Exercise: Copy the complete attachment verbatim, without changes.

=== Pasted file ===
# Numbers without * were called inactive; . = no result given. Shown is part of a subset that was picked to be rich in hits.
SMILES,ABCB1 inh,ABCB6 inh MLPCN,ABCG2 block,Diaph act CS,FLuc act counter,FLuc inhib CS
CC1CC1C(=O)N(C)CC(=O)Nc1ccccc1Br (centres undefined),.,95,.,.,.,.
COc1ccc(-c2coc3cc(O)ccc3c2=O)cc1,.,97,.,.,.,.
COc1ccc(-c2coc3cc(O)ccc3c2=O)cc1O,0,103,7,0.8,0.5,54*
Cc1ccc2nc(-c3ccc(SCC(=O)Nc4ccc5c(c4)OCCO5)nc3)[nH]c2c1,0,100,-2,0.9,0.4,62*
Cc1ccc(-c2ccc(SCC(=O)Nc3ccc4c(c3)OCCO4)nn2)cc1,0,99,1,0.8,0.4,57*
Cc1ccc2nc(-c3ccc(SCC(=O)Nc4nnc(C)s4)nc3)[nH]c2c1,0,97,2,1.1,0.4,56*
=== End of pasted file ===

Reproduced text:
# Numbers without * were called inactive; . = no result given. Shown is part of a subset that was picked to be rich in hits.
SMILES,ABCB1 inh,ABCB6 inh MLPCN,ABCG2 block,Diaph act CS,FLuc act counter,FLuc inhib CS
CC1CC1C(=O)N(C)CC(=O)Nc1ccccc1Br (centres undefined),.,95,.,.,.,.
COc1ccc(-c2coc3cc(O)ccc3c2=O)cc1,.,97,.,.,.,.
COc1ccc(-c2coc3cc(O)ccc3c2=O)cc1O,0,103,7,0.8,0.5,54*
Cc1ccc2nc(-c3ccc(SCC(=O)Nc4ccc5c(c4)OCCO5)nc3)[nH]c2c1,0,100,-2,0.9,0.4,62*
Cc1ccc(-c2ccc(SCC(=O)Nc3ccc4c(c3)OCCO4)nn2)cc1,0,99,1,0.8,0.4,57*
Cc1ccc2nc(-c3ccc(SCC(=O)Nc4nnc(C)s4)nc3)[nH]c2c1,0,97,2,1.1,0.4,56*